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#10 N3p

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Posted 18 June 2022 - 11:29 AM



I agree with Joseph. You want a general purpose scope, the 2.14 inch secondary is just too small. Thanks for your opinion, very appreciated.

 

- The fully illuminated field is only about 0.25°. 

 

- If you're using an Astros stems style secondary holder, the secondary will actually only be about 2.0" in diameter I don't see any other option then the Astrosystem secondary holder right now, so by default, it's going to be that. When you say that the secondary will be 2.0, do you mean because of the lip around the secondary mirror, like this picture bellow?

 

Screenshot-from-2022-06-18-12-04-26.png

 

- Secondary positioning will be more critical 

 

-  You will be using the edge of the secondary at high magnifications. The edge is likely to be the least flat part of the secondary, a larger secondary gets those high power views away from the edge.

 

- At F/5.5, eyepieces like the 41 mm Panoptic make good sense. It's down about 0.6 magnitudes at the edge with a 2.14 inch secondary. (looks like a bit too much)

 

This a screen shot of Mel's calculator with a 1.8 inch = 46 mm field stop. (ahh ok ok I see it now, a 1.8 max field diameter, with the 2.6" I get 0.8" fully highly illuminated diameter THEN I get a gradual loss of magnitude from 0.4 to 0.9 at the end of that field, 0.9 is were I get a total maximum loss of +-0.33 magnitude which is within the acceptable limits.

 

Conclusion I should not notice any light dimming at the edge during visual and I would get no vignetting with something like a 41mm Panoptic.

attachicon.gifScreenshot_20220618-081322.png

 

A 22% diagonal is plenty small enough for planetary. Mak owners make sacrifices just to get a 22% CO. Ok, looks like it's settled for the Antares 2.6mm minor axis mirror with the AstroSystem holder and spider.

 

Jon


Edited by N3p, 18 June 2022 - 11:30 AM.


#11 Garyth64

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Posted 18 June 2022 - 12:38 PM

For the illuminated field diameter that Texereau uses for his calculations, he used the diameter of the Moon in the sky, 1/2*.  So with a scope with a 66" f.l. the diameter of the illuminated field is the diameter of the Moon at the image plane which will be 66" x .009 or .59".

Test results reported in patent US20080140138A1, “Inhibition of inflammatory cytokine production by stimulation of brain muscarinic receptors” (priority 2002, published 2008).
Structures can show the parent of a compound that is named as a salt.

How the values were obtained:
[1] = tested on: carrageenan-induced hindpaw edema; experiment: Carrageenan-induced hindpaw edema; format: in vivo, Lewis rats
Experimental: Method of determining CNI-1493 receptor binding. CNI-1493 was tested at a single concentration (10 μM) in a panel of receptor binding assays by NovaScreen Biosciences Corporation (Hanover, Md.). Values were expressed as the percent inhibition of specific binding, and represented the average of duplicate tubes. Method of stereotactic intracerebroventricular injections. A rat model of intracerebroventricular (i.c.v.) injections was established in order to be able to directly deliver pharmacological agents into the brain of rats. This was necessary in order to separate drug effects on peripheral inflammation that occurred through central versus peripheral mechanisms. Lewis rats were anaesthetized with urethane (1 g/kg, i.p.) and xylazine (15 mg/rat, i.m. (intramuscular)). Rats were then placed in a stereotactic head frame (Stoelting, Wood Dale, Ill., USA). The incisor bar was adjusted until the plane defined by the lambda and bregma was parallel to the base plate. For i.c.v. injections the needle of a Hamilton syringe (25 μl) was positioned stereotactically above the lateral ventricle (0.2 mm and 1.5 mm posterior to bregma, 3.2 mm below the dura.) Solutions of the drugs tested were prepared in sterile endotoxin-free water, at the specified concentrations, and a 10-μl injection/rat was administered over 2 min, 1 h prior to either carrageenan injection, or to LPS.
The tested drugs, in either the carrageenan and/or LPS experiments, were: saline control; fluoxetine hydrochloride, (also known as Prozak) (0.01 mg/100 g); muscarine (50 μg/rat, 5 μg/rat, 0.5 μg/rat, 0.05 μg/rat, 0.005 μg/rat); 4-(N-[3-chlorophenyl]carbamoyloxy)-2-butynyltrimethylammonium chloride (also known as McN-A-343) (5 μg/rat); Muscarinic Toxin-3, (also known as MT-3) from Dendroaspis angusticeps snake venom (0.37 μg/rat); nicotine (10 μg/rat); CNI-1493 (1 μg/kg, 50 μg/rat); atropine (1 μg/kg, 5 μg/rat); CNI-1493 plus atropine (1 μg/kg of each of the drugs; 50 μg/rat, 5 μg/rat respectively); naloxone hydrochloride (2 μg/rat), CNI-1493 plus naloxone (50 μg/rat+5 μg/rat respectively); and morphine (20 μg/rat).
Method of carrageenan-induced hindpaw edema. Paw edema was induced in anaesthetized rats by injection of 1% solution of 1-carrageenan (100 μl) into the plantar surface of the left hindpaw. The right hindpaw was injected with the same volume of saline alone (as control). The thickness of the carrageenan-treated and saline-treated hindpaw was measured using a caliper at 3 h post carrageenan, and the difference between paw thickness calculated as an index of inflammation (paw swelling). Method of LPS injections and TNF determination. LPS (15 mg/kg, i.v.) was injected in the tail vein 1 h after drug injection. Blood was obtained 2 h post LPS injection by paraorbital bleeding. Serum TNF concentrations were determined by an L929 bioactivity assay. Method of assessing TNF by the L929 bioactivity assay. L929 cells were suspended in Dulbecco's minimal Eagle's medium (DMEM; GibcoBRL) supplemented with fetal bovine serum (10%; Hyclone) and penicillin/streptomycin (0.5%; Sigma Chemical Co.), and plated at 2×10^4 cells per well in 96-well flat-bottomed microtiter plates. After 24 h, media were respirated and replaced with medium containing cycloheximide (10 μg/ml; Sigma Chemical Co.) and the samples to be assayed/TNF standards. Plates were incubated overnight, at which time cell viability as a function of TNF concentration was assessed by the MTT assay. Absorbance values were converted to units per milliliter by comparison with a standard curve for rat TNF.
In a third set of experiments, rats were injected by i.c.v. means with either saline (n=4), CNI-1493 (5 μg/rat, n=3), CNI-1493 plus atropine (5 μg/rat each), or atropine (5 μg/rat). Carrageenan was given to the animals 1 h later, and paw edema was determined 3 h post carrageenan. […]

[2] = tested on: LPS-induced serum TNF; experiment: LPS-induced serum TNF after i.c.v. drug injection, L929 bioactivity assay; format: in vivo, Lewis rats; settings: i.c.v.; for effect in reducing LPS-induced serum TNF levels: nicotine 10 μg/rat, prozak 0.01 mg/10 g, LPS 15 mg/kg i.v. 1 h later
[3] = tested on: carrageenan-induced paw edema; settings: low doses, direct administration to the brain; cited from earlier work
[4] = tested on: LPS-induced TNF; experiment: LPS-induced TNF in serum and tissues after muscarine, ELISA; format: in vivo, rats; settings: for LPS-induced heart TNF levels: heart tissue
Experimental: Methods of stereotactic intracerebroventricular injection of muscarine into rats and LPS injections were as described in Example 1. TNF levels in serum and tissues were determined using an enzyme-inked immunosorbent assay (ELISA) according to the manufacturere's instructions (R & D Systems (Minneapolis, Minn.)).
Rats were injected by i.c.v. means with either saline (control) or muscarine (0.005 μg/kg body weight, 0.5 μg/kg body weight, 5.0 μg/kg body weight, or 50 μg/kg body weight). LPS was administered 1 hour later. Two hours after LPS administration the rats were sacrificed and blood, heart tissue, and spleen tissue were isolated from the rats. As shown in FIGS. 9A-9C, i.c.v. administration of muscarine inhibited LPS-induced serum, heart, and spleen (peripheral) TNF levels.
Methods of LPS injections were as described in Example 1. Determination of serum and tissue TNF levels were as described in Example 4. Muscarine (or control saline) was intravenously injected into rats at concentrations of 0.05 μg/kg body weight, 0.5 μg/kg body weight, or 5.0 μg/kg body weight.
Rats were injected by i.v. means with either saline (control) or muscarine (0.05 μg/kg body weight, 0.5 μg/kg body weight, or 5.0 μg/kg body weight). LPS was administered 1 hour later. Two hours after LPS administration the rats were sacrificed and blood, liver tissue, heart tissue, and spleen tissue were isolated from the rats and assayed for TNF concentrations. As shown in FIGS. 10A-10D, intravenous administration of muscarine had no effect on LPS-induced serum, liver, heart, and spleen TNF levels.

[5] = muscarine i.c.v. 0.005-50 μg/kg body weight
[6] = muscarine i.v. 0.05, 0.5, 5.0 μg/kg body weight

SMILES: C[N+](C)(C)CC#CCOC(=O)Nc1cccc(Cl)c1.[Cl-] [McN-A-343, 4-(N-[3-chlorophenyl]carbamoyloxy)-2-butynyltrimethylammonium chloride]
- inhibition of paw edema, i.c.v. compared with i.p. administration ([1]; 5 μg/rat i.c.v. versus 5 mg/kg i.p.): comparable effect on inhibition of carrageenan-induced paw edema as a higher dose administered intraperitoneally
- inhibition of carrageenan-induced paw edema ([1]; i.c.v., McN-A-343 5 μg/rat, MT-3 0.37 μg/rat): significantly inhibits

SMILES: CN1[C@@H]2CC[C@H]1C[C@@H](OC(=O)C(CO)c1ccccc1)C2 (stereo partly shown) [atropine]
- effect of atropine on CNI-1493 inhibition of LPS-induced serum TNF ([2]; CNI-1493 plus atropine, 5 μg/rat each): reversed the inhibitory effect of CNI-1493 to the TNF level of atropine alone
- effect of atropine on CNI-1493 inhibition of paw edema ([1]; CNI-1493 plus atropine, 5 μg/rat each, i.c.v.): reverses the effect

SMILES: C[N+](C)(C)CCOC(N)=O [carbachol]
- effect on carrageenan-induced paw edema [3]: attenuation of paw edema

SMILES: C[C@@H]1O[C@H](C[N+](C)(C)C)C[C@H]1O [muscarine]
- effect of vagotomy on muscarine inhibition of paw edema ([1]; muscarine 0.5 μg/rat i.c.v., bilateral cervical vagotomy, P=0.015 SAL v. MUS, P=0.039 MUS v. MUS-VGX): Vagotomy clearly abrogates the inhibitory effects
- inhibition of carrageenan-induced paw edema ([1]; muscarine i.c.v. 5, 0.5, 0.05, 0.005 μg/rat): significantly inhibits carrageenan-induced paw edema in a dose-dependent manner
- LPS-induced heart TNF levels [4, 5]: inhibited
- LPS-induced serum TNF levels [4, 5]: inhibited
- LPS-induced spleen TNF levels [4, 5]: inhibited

#12 N3p

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Posted 22 June 2022 - 08:31 PM

Hello, I am back... Back again to discuss secondary mirrors! it's not over. CN's collective brainpower is required once more.

 

I am looking at a GSO 12" F5 tube right now, checked the specs and the secondary mirror they installed on it is kind of huge, 88mm minor axis, nothing less then a 29% obstruction.

 

Using the calculator, of course, the field is fully illuminated with a 3.5mm mirror (88mm) but 9% of aperture is lost because of the choice of secondary, so maybe a lost of contrast.

 

(With the GSO Crayford focuser)

uqJLLL1.png

 

But that is not all, It,s possible to buy the mirror only that is a 12" F5, surprise, they recommend a 70mm secondary in the chart (18mm smaller) shocked.gif

 

cInHyuA.png

https://agenaastro.c...-f-5-ad017.html

 

What's going on.. I am confused and a bit tired of this, what do you think of this ?


Edited by N3p, 22 June 2022 - 08:33 PM.


#13 MitchAlsup

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Posted 22 June 2022 - 09:08 PM

An mid-sized F/5 should need a secondary between 18% and 20% (general purpose:: 25% photographic:: 16% planetary)

 

(I am getting away with 17% CO in my 20" F/4)


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#14 Scott E

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Posted 22 June 2022 - 09:08 PM

It's not the light loss from the central obstruction that matters (and I mean you would NEVER see a difference). It's the the added diffraction! That you will see. There is absolutely NO reason to go bigger than 2.6" for your scope, Even for photography. Your fully illuminated field is about 3/4 of a degree and still over 75% at the edge. I know you're worried about vignetting, but again, you won't see falloff that small, NEVER! You'd be hard-pressed to see a drop of 40%. I know you don't believe that but you won't.

 

Also, I glued my 2.14" secondary with silicon and 2.6" is still small enough to glue (no shroud). The shroud just adds central obstruction and cuts aperture. It's only slight but if you don't need it, don't use it.


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#15 Jon Isaacs

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Posted 22 June 2022 - 10:15 PM

Np3:

 

Are you sure the tube you are looking at is F/5?  The 88 mm secondary is stock at F/4.

 

Also, you need to be using the actual focal plane to secondary distance. 10.4" is probably close but I'd guess 11". 

 

7" tube + 3" focuser + 1" back focus. 

 

Jon


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#16 brebisson

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Posted 22 June 2022 - 11:50 PM

Hello,

 

Or, you keep the 2nd mirror and you can create a realy short/compact telescope! with a long drawtube/focusser..



#17 N3p

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Posted 23 June 2022 - 06:47 AM

Np3:

 

Are you sure the tube you are looking at is F/5?  The 88 mm secondary is stock at F/4.

 

Also, you need to be using the actual focal plane to secondary distance. 10.4" is probably close but I'd guess 11". 

 

7" tube + 3" focuser + 1" back focus. 

 

Jon

Yes I was told that the 12" F5 is coming with the 88mm secondary, the same specifications as on the Agena site:

https://agenaastro.c...description-tab